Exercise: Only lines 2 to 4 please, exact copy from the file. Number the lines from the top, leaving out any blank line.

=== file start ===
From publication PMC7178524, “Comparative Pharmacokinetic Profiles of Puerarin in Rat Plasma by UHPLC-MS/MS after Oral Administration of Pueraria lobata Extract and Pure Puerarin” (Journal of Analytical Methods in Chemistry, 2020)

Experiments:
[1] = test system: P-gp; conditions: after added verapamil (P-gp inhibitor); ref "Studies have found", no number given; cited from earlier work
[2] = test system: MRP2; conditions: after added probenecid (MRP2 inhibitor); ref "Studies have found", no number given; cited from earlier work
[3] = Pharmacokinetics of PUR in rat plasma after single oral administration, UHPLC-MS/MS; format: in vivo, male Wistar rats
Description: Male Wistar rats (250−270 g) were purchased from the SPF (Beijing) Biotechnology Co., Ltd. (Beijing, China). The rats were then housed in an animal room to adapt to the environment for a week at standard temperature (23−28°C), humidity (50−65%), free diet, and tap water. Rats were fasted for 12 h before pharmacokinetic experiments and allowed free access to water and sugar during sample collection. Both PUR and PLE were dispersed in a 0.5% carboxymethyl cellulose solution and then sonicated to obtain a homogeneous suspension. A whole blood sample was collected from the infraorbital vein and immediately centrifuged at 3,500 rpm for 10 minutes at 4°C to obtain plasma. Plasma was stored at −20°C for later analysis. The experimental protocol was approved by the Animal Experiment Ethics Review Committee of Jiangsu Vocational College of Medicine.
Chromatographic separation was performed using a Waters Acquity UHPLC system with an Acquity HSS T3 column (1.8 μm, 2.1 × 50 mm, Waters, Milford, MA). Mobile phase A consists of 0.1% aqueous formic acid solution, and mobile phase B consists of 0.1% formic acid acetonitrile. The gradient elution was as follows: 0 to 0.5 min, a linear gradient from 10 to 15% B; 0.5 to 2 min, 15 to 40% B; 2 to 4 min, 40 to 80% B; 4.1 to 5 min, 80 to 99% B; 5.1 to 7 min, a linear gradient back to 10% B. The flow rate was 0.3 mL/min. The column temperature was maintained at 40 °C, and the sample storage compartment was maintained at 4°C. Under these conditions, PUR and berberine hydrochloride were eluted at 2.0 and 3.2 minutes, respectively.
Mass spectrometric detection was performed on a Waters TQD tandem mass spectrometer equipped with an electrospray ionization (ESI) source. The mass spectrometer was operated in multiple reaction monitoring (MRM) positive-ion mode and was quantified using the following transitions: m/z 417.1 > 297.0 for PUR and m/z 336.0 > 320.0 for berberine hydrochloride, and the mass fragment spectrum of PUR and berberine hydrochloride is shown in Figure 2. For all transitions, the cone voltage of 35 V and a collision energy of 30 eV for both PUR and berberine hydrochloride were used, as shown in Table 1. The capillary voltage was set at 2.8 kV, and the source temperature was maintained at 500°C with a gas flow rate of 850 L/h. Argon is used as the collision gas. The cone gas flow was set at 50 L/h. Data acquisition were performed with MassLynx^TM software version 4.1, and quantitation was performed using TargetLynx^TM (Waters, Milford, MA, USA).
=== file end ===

Experiments:
[1] = test system: P-gp; conditions: after added verapamil (P-gp inhibitor); ref "Studies have found", no number given; cited from earlier work
[2] = test system: MRP2; conditions: after added probenecid (MRP2 inhibitor); ref "Studies have found", no number given; cited from earlier work